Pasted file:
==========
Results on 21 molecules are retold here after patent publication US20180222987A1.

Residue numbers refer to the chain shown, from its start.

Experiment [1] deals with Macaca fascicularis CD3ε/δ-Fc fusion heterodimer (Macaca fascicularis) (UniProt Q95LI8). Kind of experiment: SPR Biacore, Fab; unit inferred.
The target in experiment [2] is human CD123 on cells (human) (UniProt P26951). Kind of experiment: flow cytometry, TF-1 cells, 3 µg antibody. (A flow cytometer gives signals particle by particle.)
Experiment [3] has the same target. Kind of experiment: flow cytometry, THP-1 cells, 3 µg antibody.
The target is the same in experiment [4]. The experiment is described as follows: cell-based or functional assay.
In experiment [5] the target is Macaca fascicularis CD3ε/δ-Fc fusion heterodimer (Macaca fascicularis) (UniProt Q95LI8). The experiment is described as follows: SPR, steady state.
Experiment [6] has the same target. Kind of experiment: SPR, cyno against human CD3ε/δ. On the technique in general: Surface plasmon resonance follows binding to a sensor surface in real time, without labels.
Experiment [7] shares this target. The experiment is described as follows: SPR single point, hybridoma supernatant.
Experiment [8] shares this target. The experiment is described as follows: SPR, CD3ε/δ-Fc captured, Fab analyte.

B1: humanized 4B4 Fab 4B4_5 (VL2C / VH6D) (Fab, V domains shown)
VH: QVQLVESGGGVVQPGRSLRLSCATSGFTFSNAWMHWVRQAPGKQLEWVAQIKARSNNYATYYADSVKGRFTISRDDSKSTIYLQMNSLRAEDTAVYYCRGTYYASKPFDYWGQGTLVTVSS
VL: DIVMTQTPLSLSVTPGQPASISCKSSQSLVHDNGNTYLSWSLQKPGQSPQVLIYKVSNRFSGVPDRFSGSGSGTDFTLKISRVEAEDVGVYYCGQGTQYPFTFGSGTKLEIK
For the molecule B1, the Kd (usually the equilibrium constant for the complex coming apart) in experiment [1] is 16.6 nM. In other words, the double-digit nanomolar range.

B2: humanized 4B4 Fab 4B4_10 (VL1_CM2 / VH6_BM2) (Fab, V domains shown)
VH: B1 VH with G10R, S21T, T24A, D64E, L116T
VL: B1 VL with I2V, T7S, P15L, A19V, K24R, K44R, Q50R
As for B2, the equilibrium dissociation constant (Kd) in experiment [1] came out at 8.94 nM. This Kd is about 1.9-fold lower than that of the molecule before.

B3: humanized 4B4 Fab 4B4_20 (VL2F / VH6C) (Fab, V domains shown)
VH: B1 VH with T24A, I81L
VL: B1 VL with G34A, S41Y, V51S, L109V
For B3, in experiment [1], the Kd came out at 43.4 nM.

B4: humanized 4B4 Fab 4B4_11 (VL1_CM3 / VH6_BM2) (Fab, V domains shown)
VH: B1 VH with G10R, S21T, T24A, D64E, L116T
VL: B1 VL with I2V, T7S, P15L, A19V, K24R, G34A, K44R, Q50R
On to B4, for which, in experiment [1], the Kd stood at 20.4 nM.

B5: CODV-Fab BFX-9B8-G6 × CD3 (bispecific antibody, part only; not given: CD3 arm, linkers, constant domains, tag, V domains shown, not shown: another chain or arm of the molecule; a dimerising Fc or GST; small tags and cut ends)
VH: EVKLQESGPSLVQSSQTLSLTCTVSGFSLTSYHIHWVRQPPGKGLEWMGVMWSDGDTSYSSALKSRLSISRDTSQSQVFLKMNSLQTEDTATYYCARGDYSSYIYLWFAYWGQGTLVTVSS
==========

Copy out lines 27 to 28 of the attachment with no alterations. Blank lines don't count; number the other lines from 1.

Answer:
B5: CODV-Fab BFX-9B8-G6 × CD3 (bispecific antibody, part only; not given: CD3 arm, linkers, constant domains, tag, V domains shown, not shown: another chain or arm of the molecule; a dimerising Fc or GST; small tags and cut ends)
VH: EVKLQESGPSLVQSSQTLSLTCTVSGFSLTSYHIHWVRQPPGKGLEWMGVMWSDGDTSYSSALKSRLSISRDTSQSQVFLKMNSLQTEDTATYYCARGDYSSYIYLWFAYWGQGTLVTVSS